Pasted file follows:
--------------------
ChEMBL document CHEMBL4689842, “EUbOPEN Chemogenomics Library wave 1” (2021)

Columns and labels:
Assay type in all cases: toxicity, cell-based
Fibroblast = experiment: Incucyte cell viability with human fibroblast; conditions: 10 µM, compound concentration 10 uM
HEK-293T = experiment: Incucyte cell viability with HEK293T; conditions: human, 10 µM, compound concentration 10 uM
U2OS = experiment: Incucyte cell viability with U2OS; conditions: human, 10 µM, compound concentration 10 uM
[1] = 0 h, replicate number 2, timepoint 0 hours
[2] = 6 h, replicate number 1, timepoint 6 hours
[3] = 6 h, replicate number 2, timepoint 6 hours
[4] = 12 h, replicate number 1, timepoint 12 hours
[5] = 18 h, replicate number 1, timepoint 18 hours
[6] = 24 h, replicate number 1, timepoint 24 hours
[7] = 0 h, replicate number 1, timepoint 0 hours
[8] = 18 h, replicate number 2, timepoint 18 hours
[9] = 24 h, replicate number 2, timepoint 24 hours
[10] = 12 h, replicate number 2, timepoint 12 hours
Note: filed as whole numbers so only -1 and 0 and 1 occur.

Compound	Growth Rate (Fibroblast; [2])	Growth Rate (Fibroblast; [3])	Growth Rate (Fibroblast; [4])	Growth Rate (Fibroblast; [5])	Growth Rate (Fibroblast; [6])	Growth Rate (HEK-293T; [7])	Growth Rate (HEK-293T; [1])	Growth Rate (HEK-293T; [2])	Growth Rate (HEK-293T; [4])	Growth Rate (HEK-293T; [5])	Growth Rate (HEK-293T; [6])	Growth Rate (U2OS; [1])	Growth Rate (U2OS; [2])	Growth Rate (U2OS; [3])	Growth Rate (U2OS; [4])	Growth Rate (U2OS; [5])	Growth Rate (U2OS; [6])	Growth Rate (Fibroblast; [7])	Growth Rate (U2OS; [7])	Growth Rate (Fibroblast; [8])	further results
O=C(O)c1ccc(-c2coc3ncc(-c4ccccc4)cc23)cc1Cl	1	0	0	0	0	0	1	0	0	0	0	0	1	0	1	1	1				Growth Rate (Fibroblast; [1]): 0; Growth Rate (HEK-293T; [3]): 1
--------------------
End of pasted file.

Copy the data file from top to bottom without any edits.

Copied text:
ChEMBL document CHEMBL4689842, “EUbOPEN Chemogenomics Library wave 1” (2021)

Columns and labels:
Assay type in all cases: toxicity, cell-based
Fibroblast = experiment: Incucyte cell viability with human fibroblast; conditions: 10 µM, compound concentration 10 uM
HEK-293T = experiment: Incucyte cell viability with HEK293T; conditions: human, 10 µM, compound concentration 10 uM
U2OS = experiment: Incucyte cell viability with U2OS; conditions: human, 10 µM, compound concentration 10 uM
[1] = 0 h, replicate number 2, timepoint 0 hours
[2] = 6 h, replicate number 1, timepoint 6 hours
[3] = 6 h, replicate number 2, timepoint 6 hours
[4] = 12 h, replicate number 1, timepoint 12 hours
[5] = 18 h, replicate number 1, timepoint 18 hours
[6] = 24 h, replicate number 1, timepoint 24 hours
[7] = 0 h, replicate number 1, timepoint 0 hours
[8] = 18 h, replicate number 2, timepoint 18 hours
[9] = 24 h, replicate number 2, timepoint 24 hours
[10] = 12 h, replicate number 2, timepoint 12 hours
Note: filed as whole numbers so only -1 and 0 and 1 occur.

Compound	Growth Rate (Fibroblast; [2])	Growth Rate (Fibroblast; [3])	Growth Rate (Fibroblast; [4])	Growth Rate (Fibroblast; [5])	Growth Rate (Fibroblast; [6])	Growth Rate (HEK-293T; [7])	Growth Rate (HEK-293T; [1])	Growth Rate (HEK-293T; [2])	Growth Rate (HEK-293T; [4])	Growth Rate (HEK-293T; [5])	Growth Rate (HEK-293T; [6])	Growth Rate (U2OS; [1])	Growth Rate (U2OS; [2])	Growth Rate (U2OS; [3])	Growth Rate (U2OS; [4])	Growth Rate (U2OS; [5])	Growth Rate (U2OS; [6])	Growth Rate (Fibroblast; [7])	Growth Rate (U2OS; [7])	Growth Rate (Fibroblast; [8])	further results
O=C(O)c1ccc(-c2coc3ncc(-c4ccccc4)cc23)cc1Cl	1	0	0	0	0	0	1	0	0	0	0	0	1	0	1	1	1				Growth Rate (Fibroblast; [1]): 0; Growth Rate (HEK-293T; [3]): 1